2001; Schweiggert et al., 2007). Gamma irradiation at 2e7 kGy has been shown to effectively decontaminate various spices (Farkas, 1998). However, owing to public fear and the legal regulation for the products treated by irradiation or those containing any irradiated ingredients, irradiated red pepper powder is unpopular in some countries. An alternative method is thermal treatment using superheated steam. However, this method is expensive and causes the powder to undergo undesirable sensory and nutritional changes (Moisan et al., 2001a). Although steaming is effective for decontamination, the treatment is usually applied before grinding of dried pepper. Thus, the product can be re-contaminated during grinding (Schweiggert et al., 2007) and requires an additional decontamination step prior to packaging. UV lamps have been installed in many powder production lines but do not inhibit the growth of microbes effectively during production (Fine and Gervais, 2004; Sharma and Demirci, 2003). The ineffectiveness of the UV radiation could be due to the lack of penetration, the strong dependence on the distance from the UV source, and/or signicant absorption of irradiation by glass and plastics, which can result in nonhomogeneous microbial decontamination (Song et al., 2010). CPT, which generates plasma by gas excitation with electron discharge without a marked temperature increase, has been investigated as a non-thermal food preservation method (Niemira, 2012; Perni et al., 2008). Plasma consists of highly energetic species that break covalent bonds and initiate various chemical reactions. These species include UV photons, electrons, positive and negative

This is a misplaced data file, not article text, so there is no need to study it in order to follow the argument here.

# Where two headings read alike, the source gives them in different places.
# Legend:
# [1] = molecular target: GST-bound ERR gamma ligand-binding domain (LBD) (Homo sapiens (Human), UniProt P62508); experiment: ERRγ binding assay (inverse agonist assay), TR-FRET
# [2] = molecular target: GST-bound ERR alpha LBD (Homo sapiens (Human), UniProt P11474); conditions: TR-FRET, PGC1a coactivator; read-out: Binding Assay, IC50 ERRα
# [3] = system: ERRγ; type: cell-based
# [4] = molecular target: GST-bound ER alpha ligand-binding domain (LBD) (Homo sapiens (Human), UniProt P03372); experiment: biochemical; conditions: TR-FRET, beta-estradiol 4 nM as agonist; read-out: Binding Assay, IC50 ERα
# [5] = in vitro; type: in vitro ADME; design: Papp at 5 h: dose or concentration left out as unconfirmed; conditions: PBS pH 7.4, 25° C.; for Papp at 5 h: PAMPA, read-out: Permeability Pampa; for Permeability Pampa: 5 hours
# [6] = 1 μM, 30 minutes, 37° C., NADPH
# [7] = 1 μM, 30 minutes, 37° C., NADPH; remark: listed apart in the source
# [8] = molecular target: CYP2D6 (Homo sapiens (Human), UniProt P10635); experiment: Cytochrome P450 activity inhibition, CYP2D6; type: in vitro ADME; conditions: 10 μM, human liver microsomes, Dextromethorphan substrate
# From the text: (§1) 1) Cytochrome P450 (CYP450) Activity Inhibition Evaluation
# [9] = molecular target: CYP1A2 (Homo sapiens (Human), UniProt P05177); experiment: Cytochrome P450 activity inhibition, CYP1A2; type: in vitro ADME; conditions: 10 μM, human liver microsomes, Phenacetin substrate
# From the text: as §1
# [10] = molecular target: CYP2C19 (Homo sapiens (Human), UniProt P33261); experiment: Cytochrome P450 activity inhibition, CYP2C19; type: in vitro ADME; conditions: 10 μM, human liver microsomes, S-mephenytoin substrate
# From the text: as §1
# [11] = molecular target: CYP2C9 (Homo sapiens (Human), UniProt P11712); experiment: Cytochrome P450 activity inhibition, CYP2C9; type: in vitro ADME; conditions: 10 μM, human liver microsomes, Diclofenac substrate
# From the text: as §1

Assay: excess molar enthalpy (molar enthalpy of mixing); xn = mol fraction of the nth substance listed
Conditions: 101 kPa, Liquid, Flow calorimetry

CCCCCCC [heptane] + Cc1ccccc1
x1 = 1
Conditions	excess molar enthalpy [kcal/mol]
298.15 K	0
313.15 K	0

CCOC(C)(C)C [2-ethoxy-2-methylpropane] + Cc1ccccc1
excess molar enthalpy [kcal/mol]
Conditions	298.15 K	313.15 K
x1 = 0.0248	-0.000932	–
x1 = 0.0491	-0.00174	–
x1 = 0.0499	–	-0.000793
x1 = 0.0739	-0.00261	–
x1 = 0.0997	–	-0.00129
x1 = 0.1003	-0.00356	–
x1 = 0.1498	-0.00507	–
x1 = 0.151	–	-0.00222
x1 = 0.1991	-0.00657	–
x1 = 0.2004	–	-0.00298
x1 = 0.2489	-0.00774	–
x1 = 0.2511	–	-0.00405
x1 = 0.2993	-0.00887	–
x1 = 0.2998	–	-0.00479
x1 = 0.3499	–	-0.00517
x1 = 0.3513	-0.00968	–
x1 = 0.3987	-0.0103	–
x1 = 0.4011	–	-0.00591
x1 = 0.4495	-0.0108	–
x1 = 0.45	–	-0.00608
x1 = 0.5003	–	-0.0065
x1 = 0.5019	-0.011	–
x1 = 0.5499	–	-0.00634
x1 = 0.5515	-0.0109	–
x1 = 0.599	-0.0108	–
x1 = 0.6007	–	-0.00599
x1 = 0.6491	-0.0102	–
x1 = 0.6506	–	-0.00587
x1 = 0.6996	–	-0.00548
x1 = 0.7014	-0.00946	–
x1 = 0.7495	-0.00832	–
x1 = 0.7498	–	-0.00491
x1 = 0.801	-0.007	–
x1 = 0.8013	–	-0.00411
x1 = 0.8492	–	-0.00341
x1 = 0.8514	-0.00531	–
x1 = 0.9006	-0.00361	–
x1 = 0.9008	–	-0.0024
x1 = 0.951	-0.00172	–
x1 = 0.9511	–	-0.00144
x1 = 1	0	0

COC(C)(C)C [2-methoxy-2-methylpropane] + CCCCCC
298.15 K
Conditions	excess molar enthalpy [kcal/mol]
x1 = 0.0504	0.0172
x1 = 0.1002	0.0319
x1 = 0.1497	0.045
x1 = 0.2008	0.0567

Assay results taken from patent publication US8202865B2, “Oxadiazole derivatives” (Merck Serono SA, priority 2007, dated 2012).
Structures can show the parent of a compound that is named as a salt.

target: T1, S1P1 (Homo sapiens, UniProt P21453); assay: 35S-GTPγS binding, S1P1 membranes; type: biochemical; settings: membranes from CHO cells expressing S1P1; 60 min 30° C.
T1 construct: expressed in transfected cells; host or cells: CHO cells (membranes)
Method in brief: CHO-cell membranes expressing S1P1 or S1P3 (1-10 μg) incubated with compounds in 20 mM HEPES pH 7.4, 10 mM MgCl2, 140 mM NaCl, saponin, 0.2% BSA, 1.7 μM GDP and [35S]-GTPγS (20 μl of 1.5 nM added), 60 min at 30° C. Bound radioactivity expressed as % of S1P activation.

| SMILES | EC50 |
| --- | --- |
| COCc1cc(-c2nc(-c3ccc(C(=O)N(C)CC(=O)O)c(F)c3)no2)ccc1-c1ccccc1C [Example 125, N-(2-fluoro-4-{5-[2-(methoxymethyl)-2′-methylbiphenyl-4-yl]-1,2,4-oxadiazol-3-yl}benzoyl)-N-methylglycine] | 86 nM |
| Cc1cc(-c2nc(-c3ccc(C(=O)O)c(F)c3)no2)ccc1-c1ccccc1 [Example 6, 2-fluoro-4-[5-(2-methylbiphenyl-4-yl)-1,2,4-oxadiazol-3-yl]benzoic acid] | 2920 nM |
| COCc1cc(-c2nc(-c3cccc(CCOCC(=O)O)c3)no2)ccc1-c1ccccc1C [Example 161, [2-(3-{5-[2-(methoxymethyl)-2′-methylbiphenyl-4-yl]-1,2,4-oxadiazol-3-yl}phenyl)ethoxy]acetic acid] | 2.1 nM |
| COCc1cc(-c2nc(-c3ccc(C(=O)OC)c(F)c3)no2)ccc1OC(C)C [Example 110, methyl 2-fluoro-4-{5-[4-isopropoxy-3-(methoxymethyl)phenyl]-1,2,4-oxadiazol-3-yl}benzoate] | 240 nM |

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ions, free radicals, and excited or non-excited molecules and atoms, which in combination can inhibit microorganisms, more effectively (Fernandez et al., 2011; Song et al., 2010). Diffusion of the reactive species through cell membranes can cause severe damage by reacting with macromolecules, such as membrane lipids, proteins, and nucleic acids. Electrons, ions, and free radicals can also cause surface erosion and localized lesions in the cell membrane; these result in inhibition of microorganisms. The formation of surface erosion and localized lesions may also facilitate penetration of the reactive species into cells, which can enhance microbial inhibition (Gallagher et al., 2007). The UV also can cause DNA modications and consequent improper cell replication (Bolshakov et al., 2004). Oxidation of cell membranes and amino acids due to reactive oxygen and nitrogen species, including atomic oxygen, ozone, hydroxyl, nitric oxide, and nitrogen dioxide, is also an important mechanism of microbial inhibition mediated by cold plasma (Laroussi and Leipold, 2004). Although several studies have demonstrated the microbial inhibition effects of CPTs, little is known about their effect on microorganisms in foodstuffs, particularly powder food products. Thus, the objectives of this study were to (1) investigate the microbial inhibition effects of CPT on the inhibition of naturallyoccurring aerobic microorganisms in red pepper powder and A. avus and B. cereus spores inoculated on the powder using a microwave-powered CPT system; (2) optimize treatment conditions for the inhibition of A. avus; (3) evaluate deterministic models of A. avus inhibition by CPT; and (4) assess the effect of CPT integrated with heat treatment against B. cereus spores. 2. Materials and methods